As an amateur runner who has been jogging for many years, I’ve had the pleasure (usually!) of participating in a LOT of road races. So I was really happy when the awesome folks at Catalyst Weekly—an amazing event guide and website for Medellín—invited me to write a post on road races in the City of Eternal Spring. If you live in Medellín or are willing to travel to run (it’s a thing!), definitely check out this list. Registration dates are coming up fast!
For more running-related posts from me, click on “Browse by subject” in the column to the right, and navigate down to “Running”. If I had to choose one old one for you to read, it’d be this one—hopefully you’ll get a laugh out of my pain. 😉 Until next time….
It’s National Running Day in the US, and even though I have mixed feelings about “minor” holidays like this (I just read on Facebook that it is also apparently National Hug Your Cat Day – maybe you should run and hug your cat), I figured there would be no better day than today for a quickie blog post on the do’s and don’ts of running road races in Barranquilla.
I have run five road races in Quilla since I moved here almost two years ago. That’s not a high number (hey, I did run a 26.2mi/42k during that timeframe, albeit in Argentina!), but it’s enough to learn a few things about how these events happen here. If you plan to run a road race in Barranquilla, know someone who does, or simply want to be prepared for variances in races place-to-place, these tips are for you!
1. The listed start time is… what’s the word?… aspirational.
Do not – I repeat – do NOT arrive at your race an hour early, or even a few minutes early. Continue reading →
I have now run four marathons – one at an okay speed, two at semi-impressive speeds, and one terribly slowly. But even at my fastest, I am the turtle in the tortoise/hare story — only the hare most definitely wins. But I am a happy turtle, and something keeps me coming back time and again. For anyone who’s ever wondered, “What the hell is she thinking?” — and for my fellow distance runners who understand the obsession and for the loved ones who have to put up with it — this post is for you. I present to you the inner thoughts of an amateur marathoner before, during, and after the big race.
Buenos Aires Marathon, October 13, 2013. Probably near the 10k mark.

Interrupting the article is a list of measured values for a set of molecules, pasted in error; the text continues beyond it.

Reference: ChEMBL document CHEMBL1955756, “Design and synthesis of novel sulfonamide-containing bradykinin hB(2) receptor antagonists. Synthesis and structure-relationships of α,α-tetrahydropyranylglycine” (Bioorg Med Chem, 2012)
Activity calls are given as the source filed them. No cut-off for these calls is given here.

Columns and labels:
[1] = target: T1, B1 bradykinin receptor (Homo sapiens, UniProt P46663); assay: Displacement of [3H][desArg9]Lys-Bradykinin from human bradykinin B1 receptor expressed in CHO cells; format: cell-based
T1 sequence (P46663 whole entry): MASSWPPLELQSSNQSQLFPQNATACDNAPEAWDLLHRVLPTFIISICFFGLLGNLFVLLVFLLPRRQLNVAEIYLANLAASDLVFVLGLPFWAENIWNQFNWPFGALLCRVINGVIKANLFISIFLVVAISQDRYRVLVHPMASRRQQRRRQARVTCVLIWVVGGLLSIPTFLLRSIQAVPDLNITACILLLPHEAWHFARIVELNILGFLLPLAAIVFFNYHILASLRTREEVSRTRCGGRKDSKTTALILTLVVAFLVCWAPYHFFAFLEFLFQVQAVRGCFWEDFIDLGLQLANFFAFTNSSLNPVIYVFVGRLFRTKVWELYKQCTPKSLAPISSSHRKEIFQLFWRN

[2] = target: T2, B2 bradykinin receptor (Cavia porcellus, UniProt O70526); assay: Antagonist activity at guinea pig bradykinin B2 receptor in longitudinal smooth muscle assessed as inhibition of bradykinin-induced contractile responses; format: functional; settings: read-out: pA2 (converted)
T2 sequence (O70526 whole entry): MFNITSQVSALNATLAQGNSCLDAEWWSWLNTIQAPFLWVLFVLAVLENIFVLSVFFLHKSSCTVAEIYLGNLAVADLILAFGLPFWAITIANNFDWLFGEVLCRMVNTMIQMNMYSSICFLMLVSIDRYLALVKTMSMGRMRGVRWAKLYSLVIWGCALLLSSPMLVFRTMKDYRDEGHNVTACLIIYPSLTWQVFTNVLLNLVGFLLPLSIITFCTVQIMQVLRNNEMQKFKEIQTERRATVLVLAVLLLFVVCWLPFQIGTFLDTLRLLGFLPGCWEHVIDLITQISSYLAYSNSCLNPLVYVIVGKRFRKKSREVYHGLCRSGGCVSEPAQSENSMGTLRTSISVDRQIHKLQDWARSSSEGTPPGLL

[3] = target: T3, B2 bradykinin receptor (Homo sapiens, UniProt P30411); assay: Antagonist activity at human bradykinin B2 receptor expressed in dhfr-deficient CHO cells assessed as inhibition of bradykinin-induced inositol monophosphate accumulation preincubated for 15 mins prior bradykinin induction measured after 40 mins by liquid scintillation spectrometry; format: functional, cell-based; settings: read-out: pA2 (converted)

DAY BEFORE – Time to pick up the race kit with my number, T-shirt, etc. Husband goes with me. Check-in people ask if he has brought his release form, etc. I tell them I’m the one running. They try to hide their surprise. Continue reading →
For those who are long-time readers of this blog, you know from this post that I run. It’s more accurate to say that I jog, but that sounds so boring. I think if the activity requires your knees to bend more than your butt joint, then you are entitled to say that you run. But I digress…. You also know from this post that running in Barranquilla can be hard, not just because of the extreme heat and humidity, but also because of the crazy uneven or nonexistent sidewalks and the drivers who most definitely do not believe that pedestrians have the right-of-way. What you may not know is that running in Barranquilla sent me on a quest for a product I wish I had found long ago – the Armpocket.
My brand new Armpocket.
Before I tell you why I recommend this product so highly, let me tell you how I came to realize that I needed it. The story starts in Miami Beach, where I trained for three marathons but never ran with a phone. I wanted my daily run to be off the grid. I did, however, run with an iPod Nano since running without music is, as far as I’m concerned, some outer circle of Hell. That, and I am totally addicted to tracking my runs with Nike+. (Almost 2,000 miles logged!) I tried a variety of arm straps for my Nano – one by Nike, one by New Balance, and some others that I can’t remember. In the process, I got blisters on my arm and ruined two iPods through water damage. (Sweat, people. Lots of sweat.) I chalked this up to the price of running – after all, it’s a pretty cheap sport on the whole – and kept hoping my iPod would survive at least six months. (Don’t even get me started on earphones… no telling how many of those I burned through before I discovered that Sennheiser’s are serious troopers. But again I digress….)